Thursday, December 10, 2009

"First you fall in love with Antarctica, and then it breaks your heart." - Kim Stanley Robinson

People love to ask the big questions, want to know about my plans, my ideas, my dreams. I do not believe they expect what I say, even though I try to keep the most extravagant ideas close. Even to myself they sometimes sound absurd. I try have tried time and again to tame my imagination with ration and societal expectations, but to no avail. My mind always returns to places I have not been, things I have not seen or done. Whats more, I yearn for places where no one has been, and to see and experience things no one has before. The unfortunate victim of some as-yet-unnamed psychological malady, I dream, and plan on doing things that I believe no one has even dreamt of before. There have been few times in my life when I have been completely dumbfounded as real life surpasses any of my wildest fantasies.

I stand inches from the outermost edge of the last continent; a sheer and indisputable boundary. To the South lies an entire CONTINENT of ice and rock, (home to only two species of plant, and ZERO terrestrial animal life). To the north stretches the dark blue of great oceans and the rest of the planet. The cartoonish abruptness with which these two worlds meet has me in search of some sort of Hollywood gimmick. I strain my eyes to the east then west and see a straight unerring line with deep vibrant blue on the north, and pure silent white on the south. Things as simple as this are not supposed to exist.

After nearly half an hour contemplating the validity of what I’m seeing, a strange powerful blast makes my hair stand on end before causing me to turn its direction. I whirl to see the arched hulking back of some sort of monster sink silently out of view. What the hell was that? It’s not long before I see it again, a whale. A whale surfacing about one-hundred meters out to the north. I had not expected to see whales down here. I am completely shocked, and fumble with my camera (as I do in fact still feel the need to take pictures of whales). Before I get it figured out, the giant swings round. It’s swimming directly at me. My heart stops, I feel the blood drain from my face, not out of outright fear, but out of the possibility that is beating may ruin this moment. The whale surfaces again twenty-meters out. He dives and I expect to him surface again farther away. Suddenly it is literally at my feet. I look straight down as this bus sized apparition screams up out of the darkness. Its rubbery mantel breaks the surface no more than five feet away. I revert to preschool. I wonder what that thing feels like. I could touch it. I should touch it. My mind tries but I can’t move. I struggle to grasp this thing, so close, but out of reach. Suddenly another blast, this time it nearly staggers me as hot humid air explodes in my face. I can’t even wipe my cheeks off. The monster has arched down, and is diving directly beneath my feet. I watch the rest of its long grey body slip silently under my toes.

It is a long time before I process what has just happened. The conflicting emotions that accompany the realization of a dream flush through me; exhilaration, fright, pride, humility, happiness, mourning. A whale? It is a strange thing; this fulfillment of dreams as yet undreamt of.

I stare into the blackness for a long time afterwards. For some reason I am waiting for more. I know that it will never happen again. When I do look up the world comes back; I see the Adelie penguins shooting out of the water onto to the Ice. They scamper back and forth like a mini circus, clowns wobbling around. No, tight rope walkers, wings out for balance. They mill about chasing and wrestling one another.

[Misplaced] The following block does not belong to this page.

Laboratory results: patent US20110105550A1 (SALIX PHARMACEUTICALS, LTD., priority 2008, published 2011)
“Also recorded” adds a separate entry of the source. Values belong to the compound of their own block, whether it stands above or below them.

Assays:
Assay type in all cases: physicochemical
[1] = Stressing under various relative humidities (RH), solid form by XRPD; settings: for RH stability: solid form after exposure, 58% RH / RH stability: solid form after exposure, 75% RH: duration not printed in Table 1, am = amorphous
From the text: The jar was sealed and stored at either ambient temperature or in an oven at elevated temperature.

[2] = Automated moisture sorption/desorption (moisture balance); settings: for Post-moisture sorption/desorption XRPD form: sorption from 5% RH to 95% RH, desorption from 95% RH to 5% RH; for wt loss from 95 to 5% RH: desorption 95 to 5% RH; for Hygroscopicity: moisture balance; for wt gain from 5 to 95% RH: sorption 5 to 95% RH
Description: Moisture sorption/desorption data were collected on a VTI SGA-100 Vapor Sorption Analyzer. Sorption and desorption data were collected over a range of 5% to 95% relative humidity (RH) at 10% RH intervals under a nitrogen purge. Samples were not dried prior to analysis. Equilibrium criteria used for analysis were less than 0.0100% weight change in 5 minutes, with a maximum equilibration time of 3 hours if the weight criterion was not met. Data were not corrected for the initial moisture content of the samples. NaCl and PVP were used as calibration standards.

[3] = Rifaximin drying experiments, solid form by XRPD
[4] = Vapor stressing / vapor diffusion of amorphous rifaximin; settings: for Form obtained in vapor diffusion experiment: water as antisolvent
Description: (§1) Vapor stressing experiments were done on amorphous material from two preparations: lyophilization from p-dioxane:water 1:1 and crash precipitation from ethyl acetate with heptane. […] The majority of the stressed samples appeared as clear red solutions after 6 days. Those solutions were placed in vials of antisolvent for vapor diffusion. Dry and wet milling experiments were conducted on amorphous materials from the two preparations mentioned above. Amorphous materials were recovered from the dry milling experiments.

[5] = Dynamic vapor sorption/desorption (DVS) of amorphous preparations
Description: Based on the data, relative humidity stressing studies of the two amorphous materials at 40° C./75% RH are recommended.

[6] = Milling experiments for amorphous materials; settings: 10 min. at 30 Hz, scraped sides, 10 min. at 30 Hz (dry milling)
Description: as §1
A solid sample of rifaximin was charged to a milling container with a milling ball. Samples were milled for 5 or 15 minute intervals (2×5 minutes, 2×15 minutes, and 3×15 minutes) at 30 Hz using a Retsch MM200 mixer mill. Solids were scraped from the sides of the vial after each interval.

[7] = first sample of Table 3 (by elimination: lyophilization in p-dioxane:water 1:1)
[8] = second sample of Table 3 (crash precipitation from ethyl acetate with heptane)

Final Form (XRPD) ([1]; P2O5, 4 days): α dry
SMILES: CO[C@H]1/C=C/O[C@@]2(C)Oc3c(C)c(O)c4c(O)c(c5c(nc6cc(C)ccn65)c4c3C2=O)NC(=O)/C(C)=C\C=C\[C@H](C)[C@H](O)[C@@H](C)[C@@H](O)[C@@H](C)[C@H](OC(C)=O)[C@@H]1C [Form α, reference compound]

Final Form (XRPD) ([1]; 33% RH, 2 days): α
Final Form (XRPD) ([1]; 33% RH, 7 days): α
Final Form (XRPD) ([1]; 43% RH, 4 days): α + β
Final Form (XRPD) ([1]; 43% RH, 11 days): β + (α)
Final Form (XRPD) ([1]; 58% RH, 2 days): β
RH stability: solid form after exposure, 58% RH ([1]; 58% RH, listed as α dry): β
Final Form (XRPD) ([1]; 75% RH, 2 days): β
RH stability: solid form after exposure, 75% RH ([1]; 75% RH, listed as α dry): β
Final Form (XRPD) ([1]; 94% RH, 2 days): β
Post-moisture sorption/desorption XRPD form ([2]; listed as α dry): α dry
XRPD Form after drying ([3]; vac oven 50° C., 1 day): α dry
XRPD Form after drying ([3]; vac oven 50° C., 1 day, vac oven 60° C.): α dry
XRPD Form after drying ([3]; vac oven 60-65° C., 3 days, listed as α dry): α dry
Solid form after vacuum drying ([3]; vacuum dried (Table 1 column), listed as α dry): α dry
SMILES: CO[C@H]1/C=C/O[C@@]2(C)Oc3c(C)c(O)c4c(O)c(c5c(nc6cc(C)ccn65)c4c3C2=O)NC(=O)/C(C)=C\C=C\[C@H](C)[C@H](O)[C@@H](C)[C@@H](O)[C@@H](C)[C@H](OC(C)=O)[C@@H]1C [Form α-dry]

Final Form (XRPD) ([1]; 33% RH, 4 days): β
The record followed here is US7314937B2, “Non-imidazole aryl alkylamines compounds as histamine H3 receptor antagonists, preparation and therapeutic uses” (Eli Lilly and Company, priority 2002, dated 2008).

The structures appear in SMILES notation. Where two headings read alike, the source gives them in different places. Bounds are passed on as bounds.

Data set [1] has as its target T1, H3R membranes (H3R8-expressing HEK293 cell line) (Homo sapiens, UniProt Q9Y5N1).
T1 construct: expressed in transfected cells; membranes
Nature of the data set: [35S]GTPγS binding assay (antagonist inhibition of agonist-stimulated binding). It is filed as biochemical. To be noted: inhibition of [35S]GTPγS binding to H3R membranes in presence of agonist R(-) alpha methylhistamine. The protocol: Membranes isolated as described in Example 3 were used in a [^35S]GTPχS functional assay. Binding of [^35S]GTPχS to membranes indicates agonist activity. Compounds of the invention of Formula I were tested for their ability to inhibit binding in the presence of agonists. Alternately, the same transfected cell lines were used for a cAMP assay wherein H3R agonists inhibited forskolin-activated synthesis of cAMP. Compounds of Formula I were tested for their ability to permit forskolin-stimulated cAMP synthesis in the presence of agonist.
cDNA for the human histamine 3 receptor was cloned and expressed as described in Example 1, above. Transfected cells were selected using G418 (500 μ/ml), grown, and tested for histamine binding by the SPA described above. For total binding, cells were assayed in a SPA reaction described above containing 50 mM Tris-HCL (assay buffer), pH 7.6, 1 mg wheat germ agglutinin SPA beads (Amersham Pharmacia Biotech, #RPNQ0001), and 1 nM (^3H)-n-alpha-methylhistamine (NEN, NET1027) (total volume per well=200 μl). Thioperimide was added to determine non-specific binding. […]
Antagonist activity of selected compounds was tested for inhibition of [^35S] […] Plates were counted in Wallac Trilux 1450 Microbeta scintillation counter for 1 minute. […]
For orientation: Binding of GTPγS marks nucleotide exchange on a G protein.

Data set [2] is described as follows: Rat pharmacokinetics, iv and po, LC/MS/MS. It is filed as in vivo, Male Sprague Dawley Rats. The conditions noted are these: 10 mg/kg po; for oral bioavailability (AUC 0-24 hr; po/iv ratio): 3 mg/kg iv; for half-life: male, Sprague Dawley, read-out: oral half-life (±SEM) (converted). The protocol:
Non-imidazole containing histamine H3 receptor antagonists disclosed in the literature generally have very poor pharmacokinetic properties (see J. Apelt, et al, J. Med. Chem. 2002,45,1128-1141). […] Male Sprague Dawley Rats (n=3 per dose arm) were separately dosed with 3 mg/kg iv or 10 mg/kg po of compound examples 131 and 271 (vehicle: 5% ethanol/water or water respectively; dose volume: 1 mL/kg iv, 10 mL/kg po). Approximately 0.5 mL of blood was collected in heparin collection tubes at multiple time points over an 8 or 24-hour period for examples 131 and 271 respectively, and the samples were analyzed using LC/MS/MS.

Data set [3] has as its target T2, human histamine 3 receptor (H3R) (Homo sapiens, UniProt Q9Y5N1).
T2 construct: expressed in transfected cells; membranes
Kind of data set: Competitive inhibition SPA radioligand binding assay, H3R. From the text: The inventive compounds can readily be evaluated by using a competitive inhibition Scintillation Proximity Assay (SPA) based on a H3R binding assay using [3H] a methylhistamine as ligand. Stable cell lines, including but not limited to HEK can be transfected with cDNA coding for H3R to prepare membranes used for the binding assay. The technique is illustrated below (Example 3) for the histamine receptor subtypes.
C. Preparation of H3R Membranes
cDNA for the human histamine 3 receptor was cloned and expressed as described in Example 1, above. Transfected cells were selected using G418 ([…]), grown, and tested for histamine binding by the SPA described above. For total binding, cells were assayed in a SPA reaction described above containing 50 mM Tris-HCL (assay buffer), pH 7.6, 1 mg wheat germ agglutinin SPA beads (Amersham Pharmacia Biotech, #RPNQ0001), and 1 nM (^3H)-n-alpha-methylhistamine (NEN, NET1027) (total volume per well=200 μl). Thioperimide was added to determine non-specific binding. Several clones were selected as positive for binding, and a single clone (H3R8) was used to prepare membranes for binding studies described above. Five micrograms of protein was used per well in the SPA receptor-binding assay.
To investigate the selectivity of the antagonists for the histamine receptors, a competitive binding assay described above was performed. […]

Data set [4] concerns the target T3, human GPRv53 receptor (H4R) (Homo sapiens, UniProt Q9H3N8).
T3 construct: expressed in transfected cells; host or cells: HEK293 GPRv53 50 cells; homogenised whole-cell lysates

I see another penguin belly-sliding its way toward us. This one it different, from nearly a quarter mile away I can tell it is an Emperor. Slowly and methodically it paddles its way toward us. Head held high, he moves with an air of dignity that commands attention. The little Adelies fade into the background. I am entranced, amazed as I start to hear the consistent shush of his gleaming belly gliding so effortlessly over the snow. My mind disagrees, these sounds are not right, I should not be able to hear this. I concentrate and it just becomes louder as he nears. He stops, pushes his bill straight into the ice and arches his neck. His pearly underside rises up effortlessly. He is standing. Towering above me as I lay on my own belly less than two meters away. I wait for action, he will flee, cower, attack. I am disappointed. He stands stoically, glistening in the polar sun. These penguins seem all too aware of their common name, as they represent nobility and stature incarnate.

Adelies crowd around the new giant, squawking and frolicking like children. They receive no acknowledgment. For half of an hour this emperor stands as a statue among the chaos of the Adelies before I spot another penguin sliding from the other direction. The two Emperors great one another, although rather solemnly. Quietly they stand side by side, as though they are aware of the difficulties of this place. An attitude of deliberate purpose.

I marvel at the penguins and whales for hours, I can not bear to pull myself away, keenly aware of the uniqueness of this moment. Soon it is nearing dinner time and those I have come here with are hungry, we pile into the Hagglund (see; amphibious tracked military personnel carrier) and rattle our way back to McMurdo.

1 comment:

  1. 12-13-2009

    Hello Trent,

    I just wanted to tell you that I have visited your blog site several times and have been totally enthralled with what you have written and with your absolutely spectacular photos.

    Stay safe and good luck with whatever you decide to do next. Take very good care of yourself.

    Biz Taylor